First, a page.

No doubt political analysits will assess why the polls were so far off. But beyond polling errors there were several other reasons why this came as a much bigger surprise than it should have:
Probability estimates are a horrible invention
One of the worst inventions of the 2016 campaign was the “probability model” in polling – the idea of showing the odds or likelihood of a certain outcome. The New York Times got much attention for estimating that Hillary had an 85% chance of winning.
This approach dramatically magnifies the significance of small edges in support. If you are consistently up by 3% then you have an 85% chance of winning – even though a shift of a few points in the other direction would drop the probability to a number like 30 percent.
When it came to race, we mistook trend lines for raw numbers
We’ve heard so much about the browning of America that we forgot some basic math. A massive increase in the number of minority voters would be swamped by a slight increase in the number of whites. Whites may be declining as a percentage of the electorate but they’re still roughly 7 times more numerous than Latinos.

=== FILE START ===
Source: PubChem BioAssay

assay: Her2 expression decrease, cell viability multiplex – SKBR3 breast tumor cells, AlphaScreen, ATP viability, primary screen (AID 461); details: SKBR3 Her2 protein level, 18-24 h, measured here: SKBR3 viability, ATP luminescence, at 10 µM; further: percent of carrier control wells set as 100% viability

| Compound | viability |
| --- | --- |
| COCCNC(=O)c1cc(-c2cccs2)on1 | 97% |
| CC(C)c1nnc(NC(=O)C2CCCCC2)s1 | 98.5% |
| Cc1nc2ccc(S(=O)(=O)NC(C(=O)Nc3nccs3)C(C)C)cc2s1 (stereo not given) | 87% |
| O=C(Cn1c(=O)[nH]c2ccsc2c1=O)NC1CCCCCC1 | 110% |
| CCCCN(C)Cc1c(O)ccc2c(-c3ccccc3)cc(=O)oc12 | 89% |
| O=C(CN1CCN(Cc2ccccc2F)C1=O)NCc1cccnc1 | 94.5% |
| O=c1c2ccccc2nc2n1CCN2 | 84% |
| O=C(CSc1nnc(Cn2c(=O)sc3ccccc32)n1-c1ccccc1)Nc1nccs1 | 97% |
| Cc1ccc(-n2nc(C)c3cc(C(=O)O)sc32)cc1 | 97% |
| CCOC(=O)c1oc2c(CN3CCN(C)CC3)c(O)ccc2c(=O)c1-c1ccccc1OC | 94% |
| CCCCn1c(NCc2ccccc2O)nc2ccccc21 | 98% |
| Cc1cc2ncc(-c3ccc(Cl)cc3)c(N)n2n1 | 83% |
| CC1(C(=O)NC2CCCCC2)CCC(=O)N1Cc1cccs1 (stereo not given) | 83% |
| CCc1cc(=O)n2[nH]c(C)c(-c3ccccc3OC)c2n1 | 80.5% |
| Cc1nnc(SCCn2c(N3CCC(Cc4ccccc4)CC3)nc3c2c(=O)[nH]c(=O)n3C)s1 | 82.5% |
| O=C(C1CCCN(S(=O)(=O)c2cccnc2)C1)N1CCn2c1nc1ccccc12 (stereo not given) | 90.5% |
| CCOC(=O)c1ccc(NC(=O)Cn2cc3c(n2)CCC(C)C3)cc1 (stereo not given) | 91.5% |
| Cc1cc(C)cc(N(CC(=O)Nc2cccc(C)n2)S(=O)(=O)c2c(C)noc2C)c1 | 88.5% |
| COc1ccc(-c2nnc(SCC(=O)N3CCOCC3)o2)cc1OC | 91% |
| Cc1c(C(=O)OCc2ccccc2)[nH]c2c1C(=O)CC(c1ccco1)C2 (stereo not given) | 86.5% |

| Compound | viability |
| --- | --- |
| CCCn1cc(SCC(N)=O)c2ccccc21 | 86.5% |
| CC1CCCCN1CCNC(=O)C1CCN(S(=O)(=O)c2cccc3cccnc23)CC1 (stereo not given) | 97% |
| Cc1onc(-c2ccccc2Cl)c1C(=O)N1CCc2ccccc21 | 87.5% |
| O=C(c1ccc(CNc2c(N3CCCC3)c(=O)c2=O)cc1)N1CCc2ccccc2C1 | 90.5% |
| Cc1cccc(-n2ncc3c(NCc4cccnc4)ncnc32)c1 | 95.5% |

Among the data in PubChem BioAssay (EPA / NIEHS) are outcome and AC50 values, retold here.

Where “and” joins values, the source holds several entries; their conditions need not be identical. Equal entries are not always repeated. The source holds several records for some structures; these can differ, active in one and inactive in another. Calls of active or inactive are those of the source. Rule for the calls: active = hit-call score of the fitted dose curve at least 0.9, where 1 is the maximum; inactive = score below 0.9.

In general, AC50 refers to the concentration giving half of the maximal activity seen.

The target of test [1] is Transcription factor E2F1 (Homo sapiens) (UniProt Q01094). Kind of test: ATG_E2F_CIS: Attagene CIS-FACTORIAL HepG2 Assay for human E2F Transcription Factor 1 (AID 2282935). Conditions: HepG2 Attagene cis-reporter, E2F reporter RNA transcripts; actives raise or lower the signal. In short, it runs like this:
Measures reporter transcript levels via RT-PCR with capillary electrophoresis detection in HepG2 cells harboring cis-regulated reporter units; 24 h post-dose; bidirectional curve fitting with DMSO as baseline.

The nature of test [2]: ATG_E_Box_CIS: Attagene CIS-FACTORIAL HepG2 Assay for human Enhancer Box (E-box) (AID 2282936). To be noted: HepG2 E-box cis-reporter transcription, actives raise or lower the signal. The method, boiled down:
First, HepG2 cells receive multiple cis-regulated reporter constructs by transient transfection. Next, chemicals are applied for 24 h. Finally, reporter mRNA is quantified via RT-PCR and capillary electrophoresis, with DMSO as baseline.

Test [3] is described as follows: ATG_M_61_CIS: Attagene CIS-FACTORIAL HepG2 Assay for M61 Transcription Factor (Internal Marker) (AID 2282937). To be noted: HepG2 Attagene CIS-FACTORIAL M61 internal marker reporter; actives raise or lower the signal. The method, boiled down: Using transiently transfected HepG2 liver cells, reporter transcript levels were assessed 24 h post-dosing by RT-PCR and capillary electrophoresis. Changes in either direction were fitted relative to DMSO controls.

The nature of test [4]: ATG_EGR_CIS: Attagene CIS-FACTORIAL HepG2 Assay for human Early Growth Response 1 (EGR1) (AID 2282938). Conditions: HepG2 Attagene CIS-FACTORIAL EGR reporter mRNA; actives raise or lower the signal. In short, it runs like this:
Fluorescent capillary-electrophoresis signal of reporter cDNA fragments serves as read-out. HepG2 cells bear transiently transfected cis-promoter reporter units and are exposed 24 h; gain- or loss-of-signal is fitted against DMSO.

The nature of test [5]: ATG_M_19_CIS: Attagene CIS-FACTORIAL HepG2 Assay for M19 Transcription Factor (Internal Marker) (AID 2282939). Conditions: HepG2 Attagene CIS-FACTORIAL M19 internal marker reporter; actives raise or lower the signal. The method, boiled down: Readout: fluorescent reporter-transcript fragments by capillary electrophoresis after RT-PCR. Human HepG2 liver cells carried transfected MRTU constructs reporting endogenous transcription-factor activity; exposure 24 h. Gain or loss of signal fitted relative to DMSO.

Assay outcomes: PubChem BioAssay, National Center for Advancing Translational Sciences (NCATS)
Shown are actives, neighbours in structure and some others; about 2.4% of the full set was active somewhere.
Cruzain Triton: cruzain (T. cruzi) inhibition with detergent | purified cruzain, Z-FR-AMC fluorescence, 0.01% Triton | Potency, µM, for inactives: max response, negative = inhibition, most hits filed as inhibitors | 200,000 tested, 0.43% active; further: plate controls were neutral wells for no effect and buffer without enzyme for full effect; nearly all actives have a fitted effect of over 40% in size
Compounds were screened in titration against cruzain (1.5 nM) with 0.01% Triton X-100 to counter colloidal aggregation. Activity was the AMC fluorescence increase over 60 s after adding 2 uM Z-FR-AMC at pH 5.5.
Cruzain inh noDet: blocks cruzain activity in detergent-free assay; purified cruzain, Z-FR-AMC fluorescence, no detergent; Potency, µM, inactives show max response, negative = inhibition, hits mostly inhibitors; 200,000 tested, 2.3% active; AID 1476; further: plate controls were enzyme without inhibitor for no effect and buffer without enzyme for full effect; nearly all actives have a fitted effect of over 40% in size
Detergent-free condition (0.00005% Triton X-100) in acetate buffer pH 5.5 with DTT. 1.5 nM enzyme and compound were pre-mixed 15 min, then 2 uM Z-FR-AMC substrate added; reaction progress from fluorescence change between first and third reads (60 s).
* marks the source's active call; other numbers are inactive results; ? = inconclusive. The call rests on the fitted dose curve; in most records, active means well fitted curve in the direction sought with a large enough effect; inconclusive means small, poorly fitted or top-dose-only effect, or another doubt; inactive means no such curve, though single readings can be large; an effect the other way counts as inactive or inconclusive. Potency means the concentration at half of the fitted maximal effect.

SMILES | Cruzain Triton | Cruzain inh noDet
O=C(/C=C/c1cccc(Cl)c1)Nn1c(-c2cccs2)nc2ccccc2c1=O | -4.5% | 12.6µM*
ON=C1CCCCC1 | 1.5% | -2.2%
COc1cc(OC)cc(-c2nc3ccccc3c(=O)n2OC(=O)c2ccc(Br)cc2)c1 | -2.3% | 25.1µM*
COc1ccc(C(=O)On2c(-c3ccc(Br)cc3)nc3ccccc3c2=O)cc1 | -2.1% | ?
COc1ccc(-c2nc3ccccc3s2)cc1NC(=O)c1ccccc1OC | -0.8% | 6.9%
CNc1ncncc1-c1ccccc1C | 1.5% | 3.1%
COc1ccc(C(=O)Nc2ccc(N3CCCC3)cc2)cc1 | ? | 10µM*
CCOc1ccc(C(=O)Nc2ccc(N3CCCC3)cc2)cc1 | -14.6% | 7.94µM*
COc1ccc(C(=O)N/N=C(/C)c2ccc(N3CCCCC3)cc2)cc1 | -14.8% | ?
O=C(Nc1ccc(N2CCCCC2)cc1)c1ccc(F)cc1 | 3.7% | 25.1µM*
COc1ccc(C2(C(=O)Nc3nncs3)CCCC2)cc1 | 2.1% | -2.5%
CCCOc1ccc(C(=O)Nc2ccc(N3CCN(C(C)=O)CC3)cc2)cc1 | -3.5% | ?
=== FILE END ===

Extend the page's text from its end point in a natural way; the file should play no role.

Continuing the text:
People on the left have long complained that those on the right were in an information bubble. Turns out progressives were in one as well. They had a completely warped sense of their own strength because Facebook feeds us the most “relevant” news, which is to say, what we most want to hear.